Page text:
SAN FRANCISCO -– Intel made clear at its Intel Developers Forum (IDF) here that notebook computers are a full partner in its plans to move to dual-core processors.
“The benefit of dual-core is its ability to handle more work,” said Sean Maloney, executive vice president and general manager of the Intel Mobility Group.
Maloney and other Intel execs demonstrated how dual-core notebook prototypes could complete specific applications, such as photo rendering, faster than notebooks based on single or uni-core processors.
The other main advantage is dual-core’s ability to run separate applications, such as a back up program, without degrading a productivity application like a database or spreadsheet product.
In a way, Intel had no choice but to look for alternatives such as dual-core. “There are performance penalties for continuing up the megahertz ladder (on uni-core),” said Mike Feibus, analyst with TechKnowledge Strategies. “Also, there are more options for power management and for saving power with dual-core. It gives developers a lot more flexibility.”
Intel said its forthcoming multi-core mobile processor, codenamed Merom, is due to arrive in the second half of 2006. Officials here said they expect Merom’s energy-efficient, multi-core design to deliver three times the performance — per watt — of its earlier generation.
The update is one more reminder that power conservation is a key them at IDF.
Nearer term, Intel will release Napa later this year. Napa incorporates Intel’s first dual-core processor for mobile systems codenamed “Yonah.” Among other features, Yonah includes an enhanced “Deeper Sleep” mode that enables the processor to lower its voltage below normal sleep levels during periods of inactivity. The lower-voltage sleep state is accomplished by a dynamic flush of the chip’s L2 cache.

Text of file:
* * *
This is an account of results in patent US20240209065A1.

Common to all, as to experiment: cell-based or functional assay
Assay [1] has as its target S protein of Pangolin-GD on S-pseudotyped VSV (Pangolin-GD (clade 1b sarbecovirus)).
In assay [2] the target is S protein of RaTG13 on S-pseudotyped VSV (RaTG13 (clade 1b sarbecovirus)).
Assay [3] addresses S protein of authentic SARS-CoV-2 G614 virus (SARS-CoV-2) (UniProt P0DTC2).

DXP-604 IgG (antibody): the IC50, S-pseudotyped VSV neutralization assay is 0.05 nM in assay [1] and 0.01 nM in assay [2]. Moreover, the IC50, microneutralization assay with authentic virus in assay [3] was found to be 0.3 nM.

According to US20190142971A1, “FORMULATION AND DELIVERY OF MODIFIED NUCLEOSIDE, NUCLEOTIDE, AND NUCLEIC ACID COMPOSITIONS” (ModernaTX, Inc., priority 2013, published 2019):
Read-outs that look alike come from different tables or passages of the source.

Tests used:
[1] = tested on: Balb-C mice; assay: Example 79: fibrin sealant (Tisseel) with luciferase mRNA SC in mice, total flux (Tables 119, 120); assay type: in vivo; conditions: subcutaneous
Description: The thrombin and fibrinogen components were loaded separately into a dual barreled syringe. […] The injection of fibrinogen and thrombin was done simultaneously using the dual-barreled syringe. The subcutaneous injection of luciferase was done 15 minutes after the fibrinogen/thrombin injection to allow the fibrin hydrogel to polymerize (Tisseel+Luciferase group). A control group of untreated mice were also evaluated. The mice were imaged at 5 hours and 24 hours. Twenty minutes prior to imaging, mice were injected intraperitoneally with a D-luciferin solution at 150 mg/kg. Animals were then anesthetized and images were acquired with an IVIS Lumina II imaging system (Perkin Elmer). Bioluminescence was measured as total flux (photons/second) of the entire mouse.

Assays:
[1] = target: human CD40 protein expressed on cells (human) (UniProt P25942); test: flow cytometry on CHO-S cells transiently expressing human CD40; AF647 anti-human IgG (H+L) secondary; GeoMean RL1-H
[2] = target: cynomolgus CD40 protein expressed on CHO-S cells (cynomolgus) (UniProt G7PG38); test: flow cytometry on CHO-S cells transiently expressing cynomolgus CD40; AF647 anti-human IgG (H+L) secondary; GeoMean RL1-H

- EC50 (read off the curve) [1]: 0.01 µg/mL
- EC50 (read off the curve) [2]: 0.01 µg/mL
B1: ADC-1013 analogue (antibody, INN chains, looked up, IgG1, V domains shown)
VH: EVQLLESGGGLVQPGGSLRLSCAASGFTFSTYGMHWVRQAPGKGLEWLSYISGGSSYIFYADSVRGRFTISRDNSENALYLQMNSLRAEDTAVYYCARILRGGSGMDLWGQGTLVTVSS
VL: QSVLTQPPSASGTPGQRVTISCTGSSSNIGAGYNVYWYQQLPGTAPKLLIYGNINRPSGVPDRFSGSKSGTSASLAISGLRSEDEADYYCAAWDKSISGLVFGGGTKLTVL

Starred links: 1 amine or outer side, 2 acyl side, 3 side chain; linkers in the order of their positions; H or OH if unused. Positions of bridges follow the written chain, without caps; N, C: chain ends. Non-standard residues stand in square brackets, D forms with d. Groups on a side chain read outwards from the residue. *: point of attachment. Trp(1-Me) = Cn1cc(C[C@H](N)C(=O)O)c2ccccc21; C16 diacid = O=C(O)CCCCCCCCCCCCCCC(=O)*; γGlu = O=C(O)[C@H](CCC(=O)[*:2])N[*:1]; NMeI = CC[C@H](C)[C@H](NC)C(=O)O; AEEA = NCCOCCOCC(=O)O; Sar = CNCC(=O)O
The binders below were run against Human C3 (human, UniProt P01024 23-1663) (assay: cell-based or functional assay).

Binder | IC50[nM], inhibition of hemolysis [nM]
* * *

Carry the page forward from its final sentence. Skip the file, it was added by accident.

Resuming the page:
The chip giant said it knows of 220 different designs in development using Napa in mobile products.
Intel also announced it is renewing a long-standing technology alliance with Cisco. Among initiatives in mobile, Cisco is working with Intel on improving the quality of Voice-Over-IP (VOIP).
“In the next 12 to 15 months you’ll see us deliver enhanced VOIP quality over WiFi,” said Maloney, who conceded that today’s VoIP quality can be like a card player hoping for a a lucky draw. Cisco and Intel are working on ways for the WiFi connection to seek out and establish a guaranteed level of effective bandwidth.
Intel also announced a partnership with Panasonic. By April of next year, Panasonic is expected to deliver a longer lasting notebook battery, with as much as a 30 percent improvement over current models. Intel has a goal of working with partner companies to increase mainstream battery life to 8 hours by 2008.